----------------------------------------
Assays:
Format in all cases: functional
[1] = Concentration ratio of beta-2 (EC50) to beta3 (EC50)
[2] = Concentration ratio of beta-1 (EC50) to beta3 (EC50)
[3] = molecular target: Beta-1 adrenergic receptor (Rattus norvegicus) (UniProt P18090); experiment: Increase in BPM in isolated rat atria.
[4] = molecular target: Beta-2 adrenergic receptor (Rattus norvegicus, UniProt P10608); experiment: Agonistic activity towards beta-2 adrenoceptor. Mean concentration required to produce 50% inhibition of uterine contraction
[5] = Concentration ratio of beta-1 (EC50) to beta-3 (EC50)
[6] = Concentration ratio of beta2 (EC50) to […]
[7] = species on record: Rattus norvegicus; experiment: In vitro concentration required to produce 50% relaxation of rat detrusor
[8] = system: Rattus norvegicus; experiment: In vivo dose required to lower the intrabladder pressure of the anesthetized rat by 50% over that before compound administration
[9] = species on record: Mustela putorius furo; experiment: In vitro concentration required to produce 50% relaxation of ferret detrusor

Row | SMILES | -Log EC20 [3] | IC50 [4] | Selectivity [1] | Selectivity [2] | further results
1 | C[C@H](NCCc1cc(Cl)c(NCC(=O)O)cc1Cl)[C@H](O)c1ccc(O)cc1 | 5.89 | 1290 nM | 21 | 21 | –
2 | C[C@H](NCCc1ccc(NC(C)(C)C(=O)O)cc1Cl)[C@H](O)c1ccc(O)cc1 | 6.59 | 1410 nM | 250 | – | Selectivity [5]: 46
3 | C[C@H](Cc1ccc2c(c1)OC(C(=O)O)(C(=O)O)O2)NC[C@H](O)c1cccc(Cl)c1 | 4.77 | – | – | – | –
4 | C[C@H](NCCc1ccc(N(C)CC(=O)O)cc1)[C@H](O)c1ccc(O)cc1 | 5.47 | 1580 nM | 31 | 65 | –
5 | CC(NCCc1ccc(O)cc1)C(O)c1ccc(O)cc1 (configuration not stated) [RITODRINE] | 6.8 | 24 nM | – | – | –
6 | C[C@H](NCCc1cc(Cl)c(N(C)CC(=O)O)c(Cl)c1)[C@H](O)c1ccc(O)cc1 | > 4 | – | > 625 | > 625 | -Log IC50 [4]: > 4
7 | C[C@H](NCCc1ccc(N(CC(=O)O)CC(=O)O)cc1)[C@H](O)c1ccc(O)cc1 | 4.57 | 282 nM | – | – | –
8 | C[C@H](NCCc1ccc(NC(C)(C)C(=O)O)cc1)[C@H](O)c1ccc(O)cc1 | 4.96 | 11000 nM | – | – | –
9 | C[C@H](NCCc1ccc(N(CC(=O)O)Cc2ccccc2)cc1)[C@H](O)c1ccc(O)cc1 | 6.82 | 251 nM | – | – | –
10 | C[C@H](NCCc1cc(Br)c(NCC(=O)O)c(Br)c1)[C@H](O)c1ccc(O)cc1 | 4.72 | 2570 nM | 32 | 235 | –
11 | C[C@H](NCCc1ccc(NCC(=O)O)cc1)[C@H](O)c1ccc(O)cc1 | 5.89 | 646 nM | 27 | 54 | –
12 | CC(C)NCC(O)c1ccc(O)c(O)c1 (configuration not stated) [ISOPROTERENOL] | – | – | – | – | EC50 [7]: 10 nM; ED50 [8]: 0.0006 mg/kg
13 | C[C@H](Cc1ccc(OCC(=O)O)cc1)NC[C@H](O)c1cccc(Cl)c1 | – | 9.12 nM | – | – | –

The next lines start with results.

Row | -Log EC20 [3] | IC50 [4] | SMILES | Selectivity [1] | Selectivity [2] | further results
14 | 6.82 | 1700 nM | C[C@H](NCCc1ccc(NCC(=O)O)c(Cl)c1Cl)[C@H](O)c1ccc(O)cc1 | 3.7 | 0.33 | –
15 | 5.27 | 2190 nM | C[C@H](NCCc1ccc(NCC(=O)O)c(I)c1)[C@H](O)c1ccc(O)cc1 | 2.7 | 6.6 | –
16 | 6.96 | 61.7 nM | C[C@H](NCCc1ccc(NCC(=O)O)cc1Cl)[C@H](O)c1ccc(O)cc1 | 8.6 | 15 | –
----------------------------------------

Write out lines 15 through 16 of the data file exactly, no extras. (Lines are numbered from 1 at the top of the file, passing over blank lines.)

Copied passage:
3 | C[C@H](Cc1ccc2c(c1)OC(C(=O)O)(C(=O)O)O2)NC[C@H](O)c1cccc(Cl)c1 | 4.77 | – | – | – | –
4 | C[C@H](NCCc1ccc(N(C)CC(=O)O)cc1)[C@H](O)c1ccc(O)cc1 | 5.47 | 1580 nM | 31 | 65 | –